ABS Sector: A Safe Haven From The Market Turmoil

by: Tortoise

ABS sector offers a compelling safe haven from the market turmoil with a combination of high quality, short maturity, strong liquidity and attractive yields.

The case for ABS starts with the sector’s positive fundamentals.

Time tested support of ABS structure a key positive.

The outlook for the financial markets has turned cloudier over the past couple of weeks. Investors seeking an alternative from the gloom of recent markets, should look at the asset-backed securities (ABS) sector, an area within the fixed income market that we believe still has clear skies.

In our opinion, the ABS sector offers a compelling safe haven from the market turmoil with a combination of high quality, short maturity, strong liquidity and attractive yields. ABS is a unique fixed income asset class with the bonds secured typically by consumer-related collateral, such as auto loans, credit card receivables, or student loans. ABS is a developed market with approximately $700 billion in outstanding bonds and over $200 billion in gross annual issuance. The sector has historically provided attractive risk adjusted returns and yields range between 3.0% and 3.5% depending on the asset type, maturity and rating.

The Case for ABS Starts with the Sector’s Positive Fundamentals

The collateral backing the securities continues to benefit from the overall strength of the U.S. economy and from healthy consumer finances. In particular, consumer credit trends are primarily influenced by the strength of the labor markets, which have added close to 2.4 million jobs over the past year and the unemployment rate hit a 48-year low of 3.8%. Record increases in consumer net worth from stock gains and home price appreciation also support consumer fundamentals. In addition, the recent tax cuts should provide additional disposable income to service consumer debt. Lastly, although absolute consumer debt levels have been gradually rising, measures like debt-to-income and the debt-service ratio, highlight the healthy state of consumer balance sheets. Unlike during the financial crisis, the lending excesses in today’s economy appear concentrated on corporate rather than the consumer balance sheets.

Time Tested Support of ABS Structure a Key Positive

Despite the positive fundamental picture, we have seen some increases in delinquencies and charge-offs across the ABS collateral types. This modest deterioration in credit trends warrants monitoring, but in general is coming off historically low levels, remains within underwriting expectations and importantly is supported by the robust structural protections with the ABS securitization.

The strength and time tested support provided by the ABS structure is a key positive factor for the sector, even in the face of some softening in the underlying credit trends. Consumer ABS structures held up extremely well through the very stressful great recession period. Even in the much maligned subprime auto sector, bonds rated AAA and AA experienced no principal loss during the crisis and investment grade bonds, according to Moody’s, have a historical impairment rate of only 0.1%. The bond structures utilize robust credit enhancement and deal triggers to protect investors against potential principal loss and redirect cash flows if credit trends deteriorate.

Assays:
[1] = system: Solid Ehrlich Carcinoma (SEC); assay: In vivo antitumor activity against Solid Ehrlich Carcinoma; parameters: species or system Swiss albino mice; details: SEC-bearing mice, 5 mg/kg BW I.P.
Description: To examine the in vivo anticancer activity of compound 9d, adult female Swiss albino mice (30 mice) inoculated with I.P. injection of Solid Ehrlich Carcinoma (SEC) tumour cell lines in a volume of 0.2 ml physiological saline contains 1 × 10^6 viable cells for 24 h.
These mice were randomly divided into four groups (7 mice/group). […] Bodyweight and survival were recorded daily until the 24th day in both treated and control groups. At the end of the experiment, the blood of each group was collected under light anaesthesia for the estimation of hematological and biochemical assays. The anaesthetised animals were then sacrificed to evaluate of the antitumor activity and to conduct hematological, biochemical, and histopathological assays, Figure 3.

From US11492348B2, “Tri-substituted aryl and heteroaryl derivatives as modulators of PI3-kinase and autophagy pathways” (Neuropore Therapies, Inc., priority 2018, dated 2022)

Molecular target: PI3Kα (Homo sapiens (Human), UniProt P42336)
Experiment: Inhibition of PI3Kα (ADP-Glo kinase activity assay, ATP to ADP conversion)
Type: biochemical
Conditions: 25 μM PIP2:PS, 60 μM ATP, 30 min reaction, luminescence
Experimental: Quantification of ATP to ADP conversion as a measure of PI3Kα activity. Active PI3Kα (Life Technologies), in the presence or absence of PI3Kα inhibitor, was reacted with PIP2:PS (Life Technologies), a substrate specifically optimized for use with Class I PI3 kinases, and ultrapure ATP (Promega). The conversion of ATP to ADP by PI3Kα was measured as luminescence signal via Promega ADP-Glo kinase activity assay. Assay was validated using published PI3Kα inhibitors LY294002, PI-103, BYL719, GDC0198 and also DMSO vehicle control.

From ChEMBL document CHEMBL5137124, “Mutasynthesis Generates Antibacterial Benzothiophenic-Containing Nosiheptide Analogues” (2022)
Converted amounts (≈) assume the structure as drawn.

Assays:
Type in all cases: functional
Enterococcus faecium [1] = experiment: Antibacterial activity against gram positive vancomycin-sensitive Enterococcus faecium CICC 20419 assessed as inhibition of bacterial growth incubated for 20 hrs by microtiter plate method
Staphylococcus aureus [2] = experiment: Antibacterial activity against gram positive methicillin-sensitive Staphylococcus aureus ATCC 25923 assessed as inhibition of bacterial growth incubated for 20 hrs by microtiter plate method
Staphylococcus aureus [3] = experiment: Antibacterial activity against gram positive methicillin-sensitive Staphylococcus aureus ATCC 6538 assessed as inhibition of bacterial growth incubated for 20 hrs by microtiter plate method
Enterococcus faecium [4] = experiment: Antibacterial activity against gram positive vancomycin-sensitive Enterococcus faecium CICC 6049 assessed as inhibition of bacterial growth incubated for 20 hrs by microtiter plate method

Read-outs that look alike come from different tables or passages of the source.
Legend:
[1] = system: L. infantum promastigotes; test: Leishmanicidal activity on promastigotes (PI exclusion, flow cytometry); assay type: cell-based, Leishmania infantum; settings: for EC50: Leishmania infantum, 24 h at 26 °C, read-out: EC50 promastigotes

As the outlook for the financial markets becomes cloudier, we believe the ABS sector with its high quality, short maturities and attractive yields is a solid choice to ride out the storm.

Disclaimer: Nothing contained in this communication constitutes tax, legal, or investment advice. Investors must consult their tax advisor or legal counsel for advice and information concerning their particular situation. This article contains certain statements that may include “forward-looking statements.” All statements, other than statements of historical fact, included herein are “forward-looking statements.” Although Tortoise believes that the expectations reflected in these forward-looking statements are reasonable, they do involve assumptions, risks and uncertainties, and these expectations may prove to be incorrect. Actual events could differ materially from those anticipated in these forward-looking statements as a result of a variety of factors. You should not place undue reliance on these forward-looking statements. This article reflects our views and opinions as of the date herein, which are subject to change at any time based on market and other conditions. We disclaim any responsibility to update these views. These views should not be relied on as investment advice or an indication of trading intention.

Past performance is not indicative of future returns.

Disclosure: I/we have no positions in any stocks mentioned, and no plans to initiate any positions within the next 72 hours. I wrote this article myself, and it expresses my own opinions. I am not receiving compensation for it. I have no business relationship with any company whose stock is mentioned in this article.